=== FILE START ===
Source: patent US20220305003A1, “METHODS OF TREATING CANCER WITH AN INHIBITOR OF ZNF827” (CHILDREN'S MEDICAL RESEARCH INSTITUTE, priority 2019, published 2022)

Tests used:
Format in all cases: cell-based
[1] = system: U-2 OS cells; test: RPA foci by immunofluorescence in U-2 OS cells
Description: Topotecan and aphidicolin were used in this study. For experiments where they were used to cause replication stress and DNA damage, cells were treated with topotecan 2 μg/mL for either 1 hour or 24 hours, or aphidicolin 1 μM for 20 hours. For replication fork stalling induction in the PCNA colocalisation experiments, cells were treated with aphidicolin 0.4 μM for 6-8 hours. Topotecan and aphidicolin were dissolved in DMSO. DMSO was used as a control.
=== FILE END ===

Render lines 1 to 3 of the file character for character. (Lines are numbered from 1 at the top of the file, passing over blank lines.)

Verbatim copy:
Source: patent US20220305003A1, “METHODS OF TREATING CANCER WITH AN INHIBITOR OF ZNF827” (CHILDREN'S MEDICAL RESEARCH INSTITUTE, priority 2019, published 2022)

Tests used:
Format in all cases: cell-based